Qi—or Life Force—is an Important Concept in Traditional Chinese Medicine

Qi (pronounced “Chee”), is generally defined as the vital energy that flows through the bodies of every living thing. The literal translation from the Chinese characters means “molded by the energy of the nature”. The Chinese believed that Qi permeated everything and linked their bodies’ to the surrounding environment.

The concept of Qi is deeply rooted in Traditional Chinese Medicine. The concept was first noted in the oldest TCM scriptures, aptly named the ‘Internal Scripture.’ The concept is that vital energy circulates through our bodies in pathways referred to as meridians. Symptoms or overt illnesses are believed to be the result of blocked, disrupted, or unbalanced Qi moving through our meridians.

A properly flowing Qi is believed to be responsible for many aspects of health. Thus, a major focus of TCM practices is often targeted at unblocking and allowing our Qi to properly circulate throughout our bodies.

There are Four Types of Qi

As mentioned above Qi is the energy that is moving throughout our bodies and the world around us. But there can be other energies that can affect our circulating life force. Early Chinese philosophers and other Eastern practitioners built on this notion of Qi. They further postulated there were sub-fractions of Qi.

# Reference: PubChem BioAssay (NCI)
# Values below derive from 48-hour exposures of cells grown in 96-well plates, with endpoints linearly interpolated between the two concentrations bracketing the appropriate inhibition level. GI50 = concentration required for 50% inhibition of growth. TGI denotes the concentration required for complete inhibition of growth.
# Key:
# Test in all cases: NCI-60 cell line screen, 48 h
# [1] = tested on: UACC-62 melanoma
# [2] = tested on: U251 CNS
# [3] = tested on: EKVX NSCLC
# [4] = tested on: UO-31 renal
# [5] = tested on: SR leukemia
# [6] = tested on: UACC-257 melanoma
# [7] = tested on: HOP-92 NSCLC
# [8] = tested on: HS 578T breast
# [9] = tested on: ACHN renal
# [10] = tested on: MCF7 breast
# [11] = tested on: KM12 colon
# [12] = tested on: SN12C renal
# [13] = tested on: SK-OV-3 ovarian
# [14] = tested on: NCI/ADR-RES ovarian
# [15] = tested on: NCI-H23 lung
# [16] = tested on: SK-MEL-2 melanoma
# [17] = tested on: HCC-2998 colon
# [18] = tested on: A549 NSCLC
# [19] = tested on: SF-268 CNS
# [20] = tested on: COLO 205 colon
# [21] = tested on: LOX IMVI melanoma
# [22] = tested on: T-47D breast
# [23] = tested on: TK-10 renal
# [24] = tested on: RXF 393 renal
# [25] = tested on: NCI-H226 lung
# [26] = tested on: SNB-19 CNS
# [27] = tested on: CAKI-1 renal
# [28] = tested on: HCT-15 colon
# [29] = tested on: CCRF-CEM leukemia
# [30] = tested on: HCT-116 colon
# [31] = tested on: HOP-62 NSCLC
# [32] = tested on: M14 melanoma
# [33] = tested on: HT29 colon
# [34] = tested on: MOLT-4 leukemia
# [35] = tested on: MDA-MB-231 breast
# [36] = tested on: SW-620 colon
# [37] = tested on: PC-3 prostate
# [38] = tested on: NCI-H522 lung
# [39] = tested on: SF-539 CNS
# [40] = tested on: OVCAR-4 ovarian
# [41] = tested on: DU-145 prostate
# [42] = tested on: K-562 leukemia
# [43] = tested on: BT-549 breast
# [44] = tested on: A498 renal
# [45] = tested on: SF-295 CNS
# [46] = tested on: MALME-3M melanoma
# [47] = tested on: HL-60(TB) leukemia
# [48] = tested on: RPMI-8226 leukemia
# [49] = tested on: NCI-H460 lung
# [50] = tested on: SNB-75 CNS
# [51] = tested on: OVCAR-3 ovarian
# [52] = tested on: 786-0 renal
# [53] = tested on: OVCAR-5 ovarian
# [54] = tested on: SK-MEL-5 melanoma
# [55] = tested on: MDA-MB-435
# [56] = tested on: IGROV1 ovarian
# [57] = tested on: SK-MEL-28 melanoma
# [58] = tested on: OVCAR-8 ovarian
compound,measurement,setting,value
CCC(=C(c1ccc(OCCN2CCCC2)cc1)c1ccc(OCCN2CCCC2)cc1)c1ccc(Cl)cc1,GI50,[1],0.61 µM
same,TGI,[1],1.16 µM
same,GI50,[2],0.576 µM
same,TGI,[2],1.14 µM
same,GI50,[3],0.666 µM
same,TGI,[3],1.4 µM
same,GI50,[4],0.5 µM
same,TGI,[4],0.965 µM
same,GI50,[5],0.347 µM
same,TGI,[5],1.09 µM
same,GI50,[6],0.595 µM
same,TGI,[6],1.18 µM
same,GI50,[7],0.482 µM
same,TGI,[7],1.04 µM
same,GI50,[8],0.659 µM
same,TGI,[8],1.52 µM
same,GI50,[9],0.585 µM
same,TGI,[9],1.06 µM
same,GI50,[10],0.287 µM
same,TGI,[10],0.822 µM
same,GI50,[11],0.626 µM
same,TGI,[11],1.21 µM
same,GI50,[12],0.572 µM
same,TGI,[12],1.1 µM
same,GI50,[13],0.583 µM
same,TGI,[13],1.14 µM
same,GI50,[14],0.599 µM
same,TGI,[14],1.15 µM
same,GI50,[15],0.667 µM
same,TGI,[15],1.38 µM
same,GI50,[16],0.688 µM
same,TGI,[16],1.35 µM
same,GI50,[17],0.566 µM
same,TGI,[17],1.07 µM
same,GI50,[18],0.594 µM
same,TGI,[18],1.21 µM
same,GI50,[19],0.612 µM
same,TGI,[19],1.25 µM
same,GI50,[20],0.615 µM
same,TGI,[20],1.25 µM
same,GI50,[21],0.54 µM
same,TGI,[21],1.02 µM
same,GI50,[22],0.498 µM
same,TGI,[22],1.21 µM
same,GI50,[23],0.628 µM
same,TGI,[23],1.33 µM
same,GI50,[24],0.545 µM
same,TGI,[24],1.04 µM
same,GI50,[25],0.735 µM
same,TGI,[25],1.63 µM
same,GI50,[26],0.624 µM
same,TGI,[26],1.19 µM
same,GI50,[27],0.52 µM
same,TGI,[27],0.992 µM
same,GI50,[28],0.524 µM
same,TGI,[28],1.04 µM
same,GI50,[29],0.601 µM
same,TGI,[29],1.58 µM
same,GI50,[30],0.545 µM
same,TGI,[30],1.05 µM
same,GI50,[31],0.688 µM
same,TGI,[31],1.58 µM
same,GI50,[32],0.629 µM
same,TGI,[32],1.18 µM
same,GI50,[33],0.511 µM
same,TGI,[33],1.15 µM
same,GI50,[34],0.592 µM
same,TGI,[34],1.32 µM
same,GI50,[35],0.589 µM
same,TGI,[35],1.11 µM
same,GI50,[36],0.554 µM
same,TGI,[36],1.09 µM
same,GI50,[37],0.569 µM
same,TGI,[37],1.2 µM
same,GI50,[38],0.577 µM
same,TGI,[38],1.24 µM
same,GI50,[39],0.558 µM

Generally speaking, the major subcategories of Qi became:

  • Inborn Qi—related to genetics and cellular makeup
  • Pectoral Qi—related to metabolism and consists external factors like air and food
  • Nutritive Qi—related to diet and other nutritive factors
  • Protective Qi—related to protection from the outside world or immune health

Together these various Qi are said to form interdependent networks in the body and affect:

  • Mental health
  • Emotions
  • Internal organ function
  • Sensory organ function
  • Heart health
  • Skeletal and connective tissue
  • Body fluids
  • Aging 

Thus, a basic premise of TCM is that a properly flowing and well interconnected Qi is essential for optimal health. This concept has been recently embraced by Western medical science. Systems biology is the study of complex biological systems and the networks that connect them.